How to plan tv advertisementsPresentation Transcript
TVC ProductionTechniques in Printand Broadcast Advertising
TVC Production Process
Creating Effective TV Commercials• Begin at the finish. – Concentrate on the final impression the commercial will make.• Create an attention-getting opening. – An opening that is visually surprising or full of action, drama, humor or human interest sets the context and allows a smooth transition to the rest of the commercial.• Use a situation that grows naturally out of the sales story. – Avoid distracting gimmicks. Make it easy for viewers to identify with the characters.
Creating Effective TV Commercials• Characters are the living symbol of the product. – They should be appealing, believable, nondistracting and most of all relevant.• Keep it simple. – The sequence of ideas should be easy to follow. Keep the number of elements in the commercial to a minimum.• Write concise audio copy. – The video should carry most of the weight. Fewer than 2 WPS is effective for demonstrations. For TVCs, 101-110 words is most effective. More than 170 words is too talky.
Creating Effective TV Commercials• Make demonstrations dramatic but believable. – They should always be true to life and avoid the appearance of camera tricks.• Let the words interpret the picture and prepare viewers for the next scene. – Use conversational language; avoid “ad” talk.• Run scenes five or six seconds on average. – Rarely should a scene run less than 3 seconds. Offer a variety of movement-filled scenes without “jumping”.
Creating Effective TV Commercials• Keep the look of the video fresh and new.
TVC Script VIDEO AUDIOContains description of Lists spoken copy, sound visuals and effects and music. production: camera angles, action, scenery and stage directions
Film techniques• SHOT – Basic visual element in a film – Continuous view made by one camera without interruption – Each shot is a take. A number of takes may be required to make one acceptable shot – A scene may consist of one or more shots taken from different angles and distances
3 Important Considerations1. Area included in the shot2. The viewpoint3. Camera angle
The area included in the shot• Extreme Long Shot (ELS) – Panoramic shot that shows a great area seen from a distance – AKA Establishing shots because their purpose is to establish a frame of reference for the audience – Establishes geographical setting or scenic beauty
Extreme Long Shot (ELS)
The area included in the shot• Long Shot (LS) – Less panoramic and a little more specific than the ELS. – Setting could be established but the viewer will be better able to pick out and relate to specific individuals within the shot – Used to establish all elements in the scene, so that viewers will know who is involved, their location, etc.
Long Shot (LS)
The area included in the shot• Medium Shot (MS or MED) – People are filmed about waist high. – Camera is close enough to capture gestures, expressions and movements – Most common type of MS is two-shot, in which 2 characters exchange dialogues – MS are good reestablishing shots after series of close-ups to help reorient viewer to the larger scene, action or setting
Medium Shot (MS or MED)
The area included in the shot• Close Up (CU) – CU of a person includes head and shoulders. Variations include: medium CU (between waist and shoulders to above the head), head CU (head only), and choker CU (below lips to above the eyes) – Basic use of CU is draw attention to a significant detail such as unique product feature or the emotional reactions of an actor. – Backgrounds should be kept simple or simply out of focus – 2 basic editing uses of CU: Cut-in CU is a CU of a preceding larger shot to heighten dramatic dialogue, isolate significant detail, magnify small-scale action, etc. Cut-away CU is a CU related to but not part of the previous scene. It depicts action simultaneously happening elsewhere.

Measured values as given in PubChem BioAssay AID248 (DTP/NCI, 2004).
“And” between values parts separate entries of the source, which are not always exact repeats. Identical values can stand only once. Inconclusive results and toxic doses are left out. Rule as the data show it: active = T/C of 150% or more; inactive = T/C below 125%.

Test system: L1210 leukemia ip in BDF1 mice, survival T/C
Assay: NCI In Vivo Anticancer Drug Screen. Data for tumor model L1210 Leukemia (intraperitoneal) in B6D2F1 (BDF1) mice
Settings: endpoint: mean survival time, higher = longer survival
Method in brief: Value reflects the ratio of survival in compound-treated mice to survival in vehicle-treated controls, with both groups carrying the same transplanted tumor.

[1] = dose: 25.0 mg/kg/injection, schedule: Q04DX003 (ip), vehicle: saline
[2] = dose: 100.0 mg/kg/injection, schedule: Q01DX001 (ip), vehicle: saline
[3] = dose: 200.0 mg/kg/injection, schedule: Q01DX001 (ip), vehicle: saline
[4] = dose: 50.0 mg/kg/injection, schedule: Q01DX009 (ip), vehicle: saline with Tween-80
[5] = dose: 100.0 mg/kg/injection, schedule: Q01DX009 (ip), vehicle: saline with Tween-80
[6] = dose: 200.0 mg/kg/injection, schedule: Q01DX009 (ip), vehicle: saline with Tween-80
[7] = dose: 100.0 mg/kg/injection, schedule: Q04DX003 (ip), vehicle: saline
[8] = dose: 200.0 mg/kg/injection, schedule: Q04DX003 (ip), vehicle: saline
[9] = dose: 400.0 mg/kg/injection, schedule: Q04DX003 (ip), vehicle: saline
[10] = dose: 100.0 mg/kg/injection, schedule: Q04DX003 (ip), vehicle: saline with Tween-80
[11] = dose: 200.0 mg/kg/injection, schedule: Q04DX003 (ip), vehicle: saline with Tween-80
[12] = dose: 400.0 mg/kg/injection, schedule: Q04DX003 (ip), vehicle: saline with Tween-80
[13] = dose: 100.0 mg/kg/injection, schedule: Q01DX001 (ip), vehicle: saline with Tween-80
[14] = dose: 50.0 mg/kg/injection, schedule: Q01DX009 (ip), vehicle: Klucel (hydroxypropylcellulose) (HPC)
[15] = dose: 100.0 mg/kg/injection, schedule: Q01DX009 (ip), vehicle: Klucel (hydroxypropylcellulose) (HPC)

Close Up (CU)
The area included in the shot• Extreme Close Up (ECU) – Focus attention on detail of a detail. Tiny objects or areas, small portions can be magnified.
Extreme Close Up (ECU)
The Viewpoint• Objective-impersonal. Viewpoint of a sideline observer. Characters do not look at the camera.
The Viewpoint• Subjective-Personal, involved viewpoint (audience or one of the characters). Characters look directly at camera.
Camera Angle• Eye Level: sense of equality, attainable
Camera Angle• Looking down (high angle): gives viewer a sense of superiority on the subject. Makes subject appear inferior.
Camera Angle• Looking up (low angle): gives a sense of height or superiority to the subject.
Visualizing & DescribingMovement• Side to Side – Pan (camera pivots from fixed point to turn and follow the action) – Truck (lateral movement of camera when it is mounted and fixed to move parallel to the action without pivoting)
Visualizing & DescribingMovement• Forward or Backward – Dolly (in or out)- platform on which the motion picture camera is mounted and can thereby by pushed toward or away from the subject. – Zoom (in or out move accomplished by turning a special camera lens (called zoom lens). Can be done at various speeds for various effects. Dolly
Transitions• Fade in: optical transition in which a black screen gradually brightens into an image. Used to begin a story or sequence.
Transitions• Fade out: one in which the image gradually darkens to black. Used to end story or sequence.
Transitions• Jump Cut: Scenes instantly change without transition
Transitions• Dissolves (DISS) – Matched dissolves-two connected scenes are similar in form, motion or content. – Overlapping dissolves-slower transitions which 2 scenes can be seen superimposed in the middle of the dissolve. – Distorted dissolves-shimmy, ripple, shiver, shake, twist etc.
Transitions– Wipe-second scene appears to push the first scene off the screen.
Inserting text and images• Superimpose: (SUPER) Product or text appears to float or pasted on the video.